Minority Report on Blu-ray disc
By Jim Bray
Steven Spielberg is in his best form since Jurassic Park with this futuristic mind game that continues the tradition of terrific movies inspired by sci-fi author Philip K. Dick.
Tom Cruise is John Anderton, head of the Precrime unit that uses the precognition abilities of three precogs to prevent murders before they happen. Its kind of a neat concept the way theyve written and filmed it; its very believable and the story really pulls you along, with enough curves thrown at you along the way to keep you paying attention. This movie is a treat for the mind, with typically Spielberg state of the art filmmaking that also makes it a treat for the eyes and ears.
Well, maybe not quite a treat for the eyes, because Spielberg chose to give the film a kind of film noir look and that gives it a deliberately grainy and washed out appearance. This isnt a criticism of the choice, or the film, and in fact it doesnt hurt the films mood - but it means this isnt a Blu-ray youll use to show off your home theater.
Anyway, when the precogs finger (or is it brain?) Anderton for an upcoming murder the foot is suddenly on the other hand for our intrepid hero, and rather than stay and fight what he believes to be an inaccurate charge he goes on the run. This gives plenty of opportunity for slam-bang action through an intriguing extrapolation of our how our society will be in a few decades.
The visualization of the future is really good; not necessarily good as in it portrays an extremely positive future, because it doesnt in many ways, but its well thought out and very believable. The universal identification of citizens is even more timely in the post September 11, 2001 world, and the way the marketers of the future have tied that in with their damn talking billboards may turn out to be annoyingly prescient.
So does Anderton get caught or does he actually commit the murder, even though hes never heard of the guy hes accused of being about to off? We wont spoil that for you but rest assured the outcome isnt cut and dried, nor is it what you expect. And everything is well rationalized; there are no major holes in this plot.
Of course, you know things are going to go to hell right near the beginning when they talk about the Precrime unit being incapable of error
Minority Report shares some things with the other great Philip K. Dick-inspired movies. Like Blade Runner we have a cerebral crime drama of the future, and like Total Recall we have enough action, and enough mind games, for about two movies.
Cruise doesnt seem to command the respect as an actor that he deserves, and hes very good as Anderton. He gets to play action hero and frightened fugitive victim in the same screenplay, and though youre kind of beaten over the head by it his character also has real human depth.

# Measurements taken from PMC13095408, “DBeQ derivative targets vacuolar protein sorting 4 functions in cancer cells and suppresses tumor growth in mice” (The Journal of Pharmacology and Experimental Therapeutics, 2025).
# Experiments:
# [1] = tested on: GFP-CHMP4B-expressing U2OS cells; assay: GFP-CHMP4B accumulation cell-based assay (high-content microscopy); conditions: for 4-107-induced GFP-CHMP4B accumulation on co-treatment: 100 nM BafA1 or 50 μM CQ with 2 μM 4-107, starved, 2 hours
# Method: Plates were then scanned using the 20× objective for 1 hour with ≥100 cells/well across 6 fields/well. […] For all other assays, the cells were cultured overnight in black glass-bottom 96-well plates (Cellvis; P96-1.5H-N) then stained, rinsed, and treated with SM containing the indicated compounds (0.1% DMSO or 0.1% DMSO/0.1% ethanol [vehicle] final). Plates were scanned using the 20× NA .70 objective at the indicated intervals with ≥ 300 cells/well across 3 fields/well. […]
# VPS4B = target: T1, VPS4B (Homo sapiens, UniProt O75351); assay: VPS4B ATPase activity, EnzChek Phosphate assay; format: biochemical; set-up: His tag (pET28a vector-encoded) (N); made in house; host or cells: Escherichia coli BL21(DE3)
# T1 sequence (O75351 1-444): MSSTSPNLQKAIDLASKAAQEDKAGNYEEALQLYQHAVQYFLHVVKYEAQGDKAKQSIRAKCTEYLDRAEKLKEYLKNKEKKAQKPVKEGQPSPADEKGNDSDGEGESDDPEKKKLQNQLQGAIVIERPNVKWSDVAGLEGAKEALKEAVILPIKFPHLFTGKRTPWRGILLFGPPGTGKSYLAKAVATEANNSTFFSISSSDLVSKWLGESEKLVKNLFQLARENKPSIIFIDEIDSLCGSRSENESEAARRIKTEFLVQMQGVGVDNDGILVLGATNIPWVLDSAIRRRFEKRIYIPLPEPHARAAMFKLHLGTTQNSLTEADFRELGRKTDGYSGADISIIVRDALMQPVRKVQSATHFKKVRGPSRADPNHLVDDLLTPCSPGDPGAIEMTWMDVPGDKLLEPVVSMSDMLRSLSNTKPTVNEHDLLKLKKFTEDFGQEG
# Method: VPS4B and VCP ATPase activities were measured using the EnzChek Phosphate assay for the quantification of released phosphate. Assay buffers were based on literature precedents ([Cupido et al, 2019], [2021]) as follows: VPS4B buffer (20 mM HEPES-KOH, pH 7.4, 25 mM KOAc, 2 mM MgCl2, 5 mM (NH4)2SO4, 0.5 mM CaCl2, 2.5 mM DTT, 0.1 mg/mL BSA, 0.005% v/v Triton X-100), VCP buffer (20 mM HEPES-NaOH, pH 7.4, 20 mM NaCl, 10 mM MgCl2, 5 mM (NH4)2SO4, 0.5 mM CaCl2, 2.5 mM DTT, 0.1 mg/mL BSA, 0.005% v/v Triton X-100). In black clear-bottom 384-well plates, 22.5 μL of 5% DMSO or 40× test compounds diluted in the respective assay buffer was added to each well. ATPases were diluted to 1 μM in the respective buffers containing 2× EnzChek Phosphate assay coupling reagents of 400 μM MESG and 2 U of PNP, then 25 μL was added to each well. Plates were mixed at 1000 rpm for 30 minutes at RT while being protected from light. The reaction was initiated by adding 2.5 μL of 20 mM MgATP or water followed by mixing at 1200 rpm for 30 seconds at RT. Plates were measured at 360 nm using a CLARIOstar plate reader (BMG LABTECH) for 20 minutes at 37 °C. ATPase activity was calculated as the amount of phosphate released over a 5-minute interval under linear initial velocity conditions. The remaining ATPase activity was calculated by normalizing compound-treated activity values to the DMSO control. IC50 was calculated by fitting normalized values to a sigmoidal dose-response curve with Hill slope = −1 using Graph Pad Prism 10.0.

The supporting cast is very good, too. We have Max Von Sydow, whos always great when not appearing in The Greatest Story Ever Told, as Andertons friend and mentor and Colin Farrell as the government hotshot who initially appears as if he's there to second guess Anderton or jiggle his elbow in other ways. Rounding out the lead quartet is Samantha Morton as Agatha, the "head" precog.
Minority Report is far, far better than Spielbergs previous big foray into sci-fi, A.I. Artificial Intelligence. A.I. had some neat Kubrickian ideas, but ended up being more or less a bloated, high tech version of Pinocchio that went on far too long. Minority Report never drags and it feels shorter than its 146 minute running time.
The Blu-ray quality is very good, but as mentioned above because of the films look the video quality isnt going to jump out of the screen at you. Don't get me wrong: the 1080p image (2.35:1 aspect ratio) is as sharp as you could want. In one flashback, where the color isnt washed out, the picture quality looks great. Spielberg made a good choice for the films overall look, but as a videophile I wish they could have done it without all the grain.
Oh well, at least when art and technology met Spielberg chose art.
Audio is dts HD Master Audio and it is very good, indeed. Especially notable is the scene in which Anderton's car is tooling along the highway when it's taken over by the authorites. All the channels get a good workout, with excellent fidelity and nice low frequency effects.
There's an entire second disc of extras, too. Some are recycled from the previous video release, but there's plenty of new stuff, which is presented in HD. They include "The Future According to Steven Spielberg," in which Spielberg opines accompanied by picture-in-picture branches you can follow for more background info (though most of it is also presented in other features). There's also: Inside the World of Precrime (HD), Philip K. Dick, Steven Spielberg and Minority Report (HD), Future Realized (HD), Props of the Future (HD), From the Set, an inside look at the Hoverpack and Car Factory Sequences (HD), the Commercials of the Future (HD)and more.
The bonus material released before is in standard definition, except for the trailers. It includes "From Story to Screen", "Deconstructing Minority Report" a look at the stunts, ILM's special effects work, Production Concepts, storyboards, etc.
Minority Report is a neat movie and a pretty neat Blu-ray as well, and deserves to be in the Blu-ray library of all science fiction fans.
Minority Report, from Paramount Home Entertainment
Jim Bray's columns are available from the TechnoFile Syndicate.